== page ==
Pena Nieto did not directly mention whether he would make the trip to Washington on Jan. 31, but said he would await reports from the high-level team of Mexican officials currently meeting with Trump administration officials in Washington.

"Based on the final report from the Mexican officials who are in Washington right now ... I will make decisions about what to do next," he said.

After talking tough about the wall, he held out an olive branch, saying "Mexico re-affirms its friendship with the people of the United States, and its willingness to reach agreements with its government."

The decision to possibly rethink the visit comes amid growing outrage in Mexico, and a sense among many that Pena Nieto has been too weak in the face of Trump's tough policy stance.

The senior official, who was not authorized to discuss the matter publicly and spoke on condition of anonymity, told The Associated Press the administration "is considering" scrapping Pena Nieto's visit to the U.S. "That's what I can tell you."

It was not clear when a final decision may be made.

Trump's order came the same day Mexico's foreign relations and economy secretaries arrived in Washington, and its timing was seen by many in Mexico as a slap in the face.

Critics of Pena Nieto - whose approval ratings were just 12 percent in a recent survey, the lowest for any Mexican president in the polling era - have hammered him for his perceived weakness on Trump. Opposition politicians urged him Wednesday to call off the trip.

"The position is very clear," said Ricardo Anaya Cortes, president of the conservative opposition National Action Party. "Either one cancels the meeting with Donald Trump, or one attends it to say publicly and with absolute firmness that Mexico rejects the wall and we will not pay a single cent for it."

Trump has also promised to renegotiate the North American Free Trade Agreement.

Analyst Jorge Zepeda Patterson argued that Pena Nieto should keep the meeting as scheduled, saying Mexico should exhaust all possibilities for negotiating to minimize damage. He said Pena Nieto should try to reach an agreement that's enough to let Trump claim victory and then move on to another foil.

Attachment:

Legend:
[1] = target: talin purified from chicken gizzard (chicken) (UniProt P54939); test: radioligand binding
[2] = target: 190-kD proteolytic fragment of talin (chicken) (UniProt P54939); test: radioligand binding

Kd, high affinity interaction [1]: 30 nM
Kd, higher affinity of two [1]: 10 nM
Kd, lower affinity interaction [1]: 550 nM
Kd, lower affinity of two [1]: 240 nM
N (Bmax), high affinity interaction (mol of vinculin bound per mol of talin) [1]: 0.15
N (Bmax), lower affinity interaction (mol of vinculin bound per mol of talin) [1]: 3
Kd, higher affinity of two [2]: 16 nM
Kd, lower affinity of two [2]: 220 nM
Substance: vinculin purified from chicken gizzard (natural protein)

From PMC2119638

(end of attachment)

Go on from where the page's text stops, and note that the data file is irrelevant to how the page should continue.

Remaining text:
"Trump is more interested in boasting of an immediate success than an ambitious result. He is interested in appearances," Zepeda said.

The U.S. president has also promised to step up deportations. He launched his campaign with remarks calling immigrants crossing in illegally from Mexico criminals, drug dealers and "rapists." Trump added that "some" were presumably good people, but the comments nonetheless deeply offended many Mexicans.

Pena Nieto was roundly criticized after inviting candidate Trump to Mexico City last August and disappointed many of his countrymen by not publicly confronting Trump on the wall.

On Tuesday, ahead of their trip to Washington, the economy and foreign relations secretaries suggested that Mexico could leave NAFTA if negotiations with Washington are unsatisfactory - though that would not be the first choice.

Already Mexico is feeling the effects of the new tone from Washington. The Mexican peso has sharply devalued since Trump was elected, and several high-profile business ventures have been canceled amid threats to impose a border tax on goods made in Mexico and exported to the United States.